It may just be that he likes the food more than what he was eating before and, like us all, wants more of it, not necessarily because he needs it, but just because he likes it.

Im also not sure what you were feeding him before, but some foods contain less water (particularly the dried food types and their varieties, which I am very much against), and tinned foods can cause more pooing, simply because they have a higher water content. In any event, it's certainly nothing to worry about. Of course, if you are concerned at all, just give your vet a ring and talk to him about it - if nothing else, this should help reassure you.

Thank you so much for your kind words. It's true, our best friends mean the world to us and while none of them ever live as long as any of us would like, they offer us such loyalty, love and affection during their short lives, we should rightly feel truly gifted to have them share our lives.

Have a wonderful holiday period and enjoy every minute you have with him ... he's a lucky boy to have so much love, attention and concern from you ... and I'm sure he would say thank you, if he could. Tony xx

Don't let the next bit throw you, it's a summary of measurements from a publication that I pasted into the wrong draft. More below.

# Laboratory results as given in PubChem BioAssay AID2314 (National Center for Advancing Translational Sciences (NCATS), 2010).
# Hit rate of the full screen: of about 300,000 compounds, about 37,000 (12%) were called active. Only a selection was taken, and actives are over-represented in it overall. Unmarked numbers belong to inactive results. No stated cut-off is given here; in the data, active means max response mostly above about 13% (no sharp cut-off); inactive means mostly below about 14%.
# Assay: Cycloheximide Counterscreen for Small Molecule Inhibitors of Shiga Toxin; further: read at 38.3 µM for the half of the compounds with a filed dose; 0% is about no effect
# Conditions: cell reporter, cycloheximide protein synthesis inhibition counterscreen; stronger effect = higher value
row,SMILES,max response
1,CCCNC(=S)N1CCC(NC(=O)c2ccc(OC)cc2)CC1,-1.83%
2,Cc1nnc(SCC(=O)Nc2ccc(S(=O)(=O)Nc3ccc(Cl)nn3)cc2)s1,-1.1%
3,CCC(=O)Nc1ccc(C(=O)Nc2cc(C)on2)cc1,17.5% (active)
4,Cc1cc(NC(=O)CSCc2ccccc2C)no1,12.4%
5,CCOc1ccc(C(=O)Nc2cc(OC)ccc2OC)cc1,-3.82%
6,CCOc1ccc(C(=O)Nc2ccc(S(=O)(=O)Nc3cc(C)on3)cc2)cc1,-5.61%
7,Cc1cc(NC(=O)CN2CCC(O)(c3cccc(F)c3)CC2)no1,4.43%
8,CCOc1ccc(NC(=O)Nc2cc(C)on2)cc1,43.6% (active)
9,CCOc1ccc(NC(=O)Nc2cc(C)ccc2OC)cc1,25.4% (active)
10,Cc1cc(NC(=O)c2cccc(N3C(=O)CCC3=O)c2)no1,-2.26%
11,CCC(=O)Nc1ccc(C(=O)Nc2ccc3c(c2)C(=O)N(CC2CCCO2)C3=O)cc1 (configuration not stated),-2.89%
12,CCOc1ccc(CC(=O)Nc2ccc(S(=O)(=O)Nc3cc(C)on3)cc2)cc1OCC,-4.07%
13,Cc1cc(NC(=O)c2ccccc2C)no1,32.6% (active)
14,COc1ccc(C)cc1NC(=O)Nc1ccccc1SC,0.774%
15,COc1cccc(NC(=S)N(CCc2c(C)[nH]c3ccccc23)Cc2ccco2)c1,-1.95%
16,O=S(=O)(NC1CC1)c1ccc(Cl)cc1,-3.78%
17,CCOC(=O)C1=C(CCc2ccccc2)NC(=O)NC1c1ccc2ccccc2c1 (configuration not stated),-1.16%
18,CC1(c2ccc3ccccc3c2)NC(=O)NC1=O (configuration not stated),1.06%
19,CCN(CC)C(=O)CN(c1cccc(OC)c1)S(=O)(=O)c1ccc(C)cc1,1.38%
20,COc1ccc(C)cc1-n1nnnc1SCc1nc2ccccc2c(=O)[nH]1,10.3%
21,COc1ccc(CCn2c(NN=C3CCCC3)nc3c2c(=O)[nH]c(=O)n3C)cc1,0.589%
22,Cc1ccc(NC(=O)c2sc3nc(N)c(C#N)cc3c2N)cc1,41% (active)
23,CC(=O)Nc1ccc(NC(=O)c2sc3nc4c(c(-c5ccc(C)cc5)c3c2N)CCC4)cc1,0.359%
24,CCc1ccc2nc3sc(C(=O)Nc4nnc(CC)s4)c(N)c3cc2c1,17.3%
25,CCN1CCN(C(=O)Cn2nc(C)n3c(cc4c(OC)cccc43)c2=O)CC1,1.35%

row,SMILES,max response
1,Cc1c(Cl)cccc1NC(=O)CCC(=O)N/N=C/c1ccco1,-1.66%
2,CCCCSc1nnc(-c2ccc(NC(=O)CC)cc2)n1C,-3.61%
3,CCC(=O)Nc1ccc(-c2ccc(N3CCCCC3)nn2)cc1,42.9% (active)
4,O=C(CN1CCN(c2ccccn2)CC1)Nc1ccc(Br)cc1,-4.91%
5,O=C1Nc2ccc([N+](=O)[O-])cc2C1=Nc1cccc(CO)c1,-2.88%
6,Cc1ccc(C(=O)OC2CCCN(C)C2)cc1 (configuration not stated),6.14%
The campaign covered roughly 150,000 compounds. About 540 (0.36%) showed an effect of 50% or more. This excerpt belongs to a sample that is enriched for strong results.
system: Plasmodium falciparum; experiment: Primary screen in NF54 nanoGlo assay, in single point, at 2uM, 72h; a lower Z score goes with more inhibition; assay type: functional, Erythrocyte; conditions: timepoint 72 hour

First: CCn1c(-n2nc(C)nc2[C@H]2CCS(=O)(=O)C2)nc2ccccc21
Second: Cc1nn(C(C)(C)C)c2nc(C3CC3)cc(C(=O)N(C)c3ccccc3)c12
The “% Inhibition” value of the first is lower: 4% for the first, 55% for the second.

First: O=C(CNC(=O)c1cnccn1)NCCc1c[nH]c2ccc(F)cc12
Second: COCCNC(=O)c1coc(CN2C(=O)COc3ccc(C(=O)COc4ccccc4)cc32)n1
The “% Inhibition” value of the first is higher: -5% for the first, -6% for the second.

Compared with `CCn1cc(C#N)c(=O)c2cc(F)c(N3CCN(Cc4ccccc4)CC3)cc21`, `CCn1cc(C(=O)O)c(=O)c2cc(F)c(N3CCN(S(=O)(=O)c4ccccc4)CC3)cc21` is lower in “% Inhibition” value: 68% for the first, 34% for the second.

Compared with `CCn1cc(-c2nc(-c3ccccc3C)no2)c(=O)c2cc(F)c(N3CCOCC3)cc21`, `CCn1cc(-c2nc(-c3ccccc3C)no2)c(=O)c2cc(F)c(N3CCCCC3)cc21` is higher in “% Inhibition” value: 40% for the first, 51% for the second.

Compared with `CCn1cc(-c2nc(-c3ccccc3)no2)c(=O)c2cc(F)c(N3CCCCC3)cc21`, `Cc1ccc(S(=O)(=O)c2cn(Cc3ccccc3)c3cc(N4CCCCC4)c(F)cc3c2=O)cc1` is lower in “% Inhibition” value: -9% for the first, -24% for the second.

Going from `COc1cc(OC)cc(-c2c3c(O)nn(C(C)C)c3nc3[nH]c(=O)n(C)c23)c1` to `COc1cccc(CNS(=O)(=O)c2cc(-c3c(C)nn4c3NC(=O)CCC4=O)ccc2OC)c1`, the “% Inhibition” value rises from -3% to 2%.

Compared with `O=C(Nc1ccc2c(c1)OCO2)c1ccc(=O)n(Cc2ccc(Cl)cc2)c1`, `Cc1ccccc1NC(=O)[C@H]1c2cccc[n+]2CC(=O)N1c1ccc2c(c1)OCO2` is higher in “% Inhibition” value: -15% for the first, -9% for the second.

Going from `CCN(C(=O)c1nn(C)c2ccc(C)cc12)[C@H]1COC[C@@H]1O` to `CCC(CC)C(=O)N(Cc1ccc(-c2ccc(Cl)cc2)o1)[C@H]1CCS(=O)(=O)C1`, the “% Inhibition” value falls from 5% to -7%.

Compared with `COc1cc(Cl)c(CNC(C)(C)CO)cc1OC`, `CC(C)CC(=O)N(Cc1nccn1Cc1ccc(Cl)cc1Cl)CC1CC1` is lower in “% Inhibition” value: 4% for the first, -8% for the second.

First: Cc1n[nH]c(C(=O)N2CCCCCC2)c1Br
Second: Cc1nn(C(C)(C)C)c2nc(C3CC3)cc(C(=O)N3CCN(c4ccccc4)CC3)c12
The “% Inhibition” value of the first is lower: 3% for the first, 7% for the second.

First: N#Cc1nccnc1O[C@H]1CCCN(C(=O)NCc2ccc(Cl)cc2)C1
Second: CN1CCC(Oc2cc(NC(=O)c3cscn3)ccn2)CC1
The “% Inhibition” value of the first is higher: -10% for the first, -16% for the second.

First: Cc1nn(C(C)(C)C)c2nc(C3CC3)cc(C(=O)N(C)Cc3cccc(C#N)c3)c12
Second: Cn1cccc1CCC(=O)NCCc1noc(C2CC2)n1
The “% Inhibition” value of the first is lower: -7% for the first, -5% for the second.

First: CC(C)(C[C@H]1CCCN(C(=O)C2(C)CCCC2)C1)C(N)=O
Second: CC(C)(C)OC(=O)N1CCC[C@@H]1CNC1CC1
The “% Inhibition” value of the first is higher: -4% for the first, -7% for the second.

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1916673 tn?1420233270
I meant to add in my last post that there's a great website at http://dogaware.com/health/kidney.html which explains all there is to know about kidney disease in dogs, in a really easily understood way. The site also contains some fabulous advice on diet too, which I am sure you will find useful. Tony x
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4500180 tn?1360087130
Hi Tony I just wanted to say thankyou so much for your loyal support I don't think I would of understood this situation an no way would I have coped with it! I am now understanding an taking each day as it comes!!! It's always a heartbreaking end and thats the part I dread!!! Merry Christmas Tony I hope your dealing with your sadness ok!! Am here if you need a chat! Take great care be strong and think of all those lovely hound dogs looking down on us!! Xx
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4500180 tn?1360087130
Hi Tony hope you had a good Christmas and a better new year! Our boy gilly is still with us but at the ultrasound stage he is having one tomorrow as they want to know what stage he at now, his breathing is bad now the vet said it's his liver!!!! He is vert lethargic an lost interest in everyday things!!! Its so heartbreaking Tony but we must be strong for him an we never want him to suffer! He eating his renal food with a tiny new potato an carrot he won't eat it on its own!!t!!! Kind regards Tony with love Anita an Carol xx